There are non-negotiable things if you want to get strong and powerful for gymnastics.

Without these three fundamental pillars, nothing that you do in the gym will improve your performance. Nothing.

The good news is that these three principles are simple and achievable for anybody. They are universal, don’t require money or talent, and you can put them into practice right now:

1. Patience when waiting for dynamic correspondence.
Dynamic correspondence is the transfer of “gym strength” to “AGG Strength.” In other words, you can be getting stronger in the gym, but it takes time to see results on the carpet. The first strength gains when you start strength training are fast, but until you see a difference in your jumps, lifts, and posture, you need patience.

Some gymnasts only need three to six months to see results, while others require a year or two. Gymnasts that don’t like to strength train are typically the weaker ones, and thus need it the most. If you are in this group, you are not the only one. For you, hitting the gym can be one of the most annoying things to do. But it needs to be done! Nothing good comes easy.

Frustration is part of the process, but if you are patient you will be a much better gymnast and athlete. It will be worth it.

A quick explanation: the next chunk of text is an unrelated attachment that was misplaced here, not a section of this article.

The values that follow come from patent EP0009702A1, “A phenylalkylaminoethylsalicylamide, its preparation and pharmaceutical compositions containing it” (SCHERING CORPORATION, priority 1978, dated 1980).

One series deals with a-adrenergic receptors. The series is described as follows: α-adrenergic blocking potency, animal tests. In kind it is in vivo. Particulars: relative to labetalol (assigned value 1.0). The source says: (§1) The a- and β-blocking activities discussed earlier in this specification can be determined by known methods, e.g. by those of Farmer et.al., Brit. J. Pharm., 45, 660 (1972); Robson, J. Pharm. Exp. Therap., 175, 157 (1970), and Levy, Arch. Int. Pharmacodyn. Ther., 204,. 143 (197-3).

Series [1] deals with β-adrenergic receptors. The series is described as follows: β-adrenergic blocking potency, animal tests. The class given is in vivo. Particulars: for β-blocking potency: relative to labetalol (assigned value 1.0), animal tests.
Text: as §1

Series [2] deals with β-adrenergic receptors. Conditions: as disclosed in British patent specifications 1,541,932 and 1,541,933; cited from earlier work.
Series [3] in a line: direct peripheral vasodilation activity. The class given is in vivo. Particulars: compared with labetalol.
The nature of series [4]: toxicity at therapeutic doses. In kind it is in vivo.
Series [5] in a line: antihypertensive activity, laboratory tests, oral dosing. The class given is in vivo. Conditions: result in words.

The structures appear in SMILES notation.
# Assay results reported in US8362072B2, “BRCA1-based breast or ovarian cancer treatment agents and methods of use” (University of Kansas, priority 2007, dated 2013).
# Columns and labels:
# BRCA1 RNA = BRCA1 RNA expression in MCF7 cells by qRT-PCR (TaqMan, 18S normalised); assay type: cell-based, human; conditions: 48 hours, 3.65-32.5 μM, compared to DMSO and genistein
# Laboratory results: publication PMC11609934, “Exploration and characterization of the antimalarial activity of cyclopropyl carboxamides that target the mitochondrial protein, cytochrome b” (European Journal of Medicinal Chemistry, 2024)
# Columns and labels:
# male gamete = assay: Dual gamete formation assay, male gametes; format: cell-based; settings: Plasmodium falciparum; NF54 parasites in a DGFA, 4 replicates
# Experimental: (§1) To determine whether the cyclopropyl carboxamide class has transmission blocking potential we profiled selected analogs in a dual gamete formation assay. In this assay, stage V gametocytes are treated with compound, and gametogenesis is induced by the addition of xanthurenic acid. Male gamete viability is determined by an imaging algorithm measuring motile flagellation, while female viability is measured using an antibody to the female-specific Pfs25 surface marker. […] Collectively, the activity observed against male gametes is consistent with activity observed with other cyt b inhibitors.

2. Consistency with showing up and giving your best effort.
I have seen gymnasts miss every other training and think it’s ok. It’s not ok! You can’t get better by not showing up. Unless you are very injured or very sick, you have to come to training. A gymnast needs to be consistent in every area.

If you only have strength training in your program once or twice a week, you don’t have the luxury of skipping sessions. You need to put your maximum effort into every repetition, not just show up and half-ass the workout.

Day after day, you need to be comfortable being uncomfortable, always looking to get 1% better. A tiny improvement every week amounts to a lot after a year. It’s cliche, but it is true: hard work beats talent when talent doesn’t work hard.

3. Self-awareness when feeling pain and having the ability to communicate with your coach.
There is “good pain” and “bad pain.” Good pain is when your muscles hurt from trying very hard. This type of pain is just a side effect of training that won’t usually have consequences. Bad pain is when your lower back is sore from gymnastics, and your back isn’t ready to strength train in the gym. The latter is the type of pain that should concern you.

The difference between the two seems obvious, but you wouldn’t believe how many gymnasts are afraid of saying, “I am not having a good back day.” Some would preferably do an exercise in excruciating pain than tell the coach that there is something wrong.

Every training, the first question should be “how are you doing today?” or “how are you feeling from 1 to 10?”. After some time, gymnasts get more in touch with their bodies and learn to recognize when they are in pain.

The relationship and trust between gymnasts and coaches have to become a priority if you don’t want to aggravate chronic injuries. There are a ton of injuries in gymnastics, and the gym is a place to get stronger, not a place to get more hurt.